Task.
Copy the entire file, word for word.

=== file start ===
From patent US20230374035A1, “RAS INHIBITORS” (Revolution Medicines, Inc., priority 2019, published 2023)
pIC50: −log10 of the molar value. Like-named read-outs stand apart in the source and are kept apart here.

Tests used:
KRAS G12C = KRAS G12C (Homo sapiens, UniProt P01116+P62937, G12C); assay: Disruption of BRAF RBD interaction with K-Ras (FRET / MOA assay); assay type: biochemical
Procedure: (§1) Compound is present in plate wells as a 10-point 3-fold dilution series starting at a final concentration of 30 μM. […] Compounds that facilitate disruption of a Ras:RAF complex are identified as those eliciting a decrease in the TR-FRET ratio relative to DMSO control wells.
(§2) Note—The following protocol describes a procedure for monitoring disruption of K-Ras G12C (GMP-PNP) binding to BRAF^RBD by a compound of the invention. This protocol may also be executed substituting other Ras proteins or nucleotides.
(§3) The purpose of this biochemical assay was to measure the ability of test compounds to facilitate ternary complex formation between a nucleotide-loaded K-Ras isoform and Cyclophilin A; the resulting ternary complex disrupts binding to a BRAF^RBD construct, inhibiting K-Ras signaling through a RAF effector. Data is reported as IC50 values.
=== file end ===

From patent US20230374035A1, “RAS INHIBITORS” (Revolution Medicines, Inc., priority 2019, published 2023)
pIC50: −log10 of the molar value. Like-named read-outs stand apart in the source and are kept apart here.

Tests used:
KRAS G12C = KRAS G12C (Homo sapiens, UniProt P01116+P62937, G12C); assay: Disruption of BRAF RBD interaction with K-Ras (FRET / MOA assay); assay type: biochemical
Procedure: (§1) Compound is present in plate wells as a 10-point 3-fold dilution series starting at a final concentration of 30 μM. […] Compounds that facilitate disruption of a Ras:RAF complex are identified as those eliciting a decrease in the TR-FRET ratio relative to DMSO control wells.
(§2) Note—The following protocol describes a procedure for monitoring disruption of K-Ras G12C (GMP-PNP) binding to BRAF^RBD by a compound of the invention. This protocol may also be executed substituting other Ras proteins or nucleotides.
(§3) The purpose of this biochemical assay was to measure the ability of test compounds to facilitate ternary complex formation between a nucleotide-loaded K-Ras isoform and Cyclophilin A; the resulting ternary complex disrupts binding to a BRAF^RBD construct, inhibiting K-Ras signaling through a RAF effector. Data is reported as IC50 values.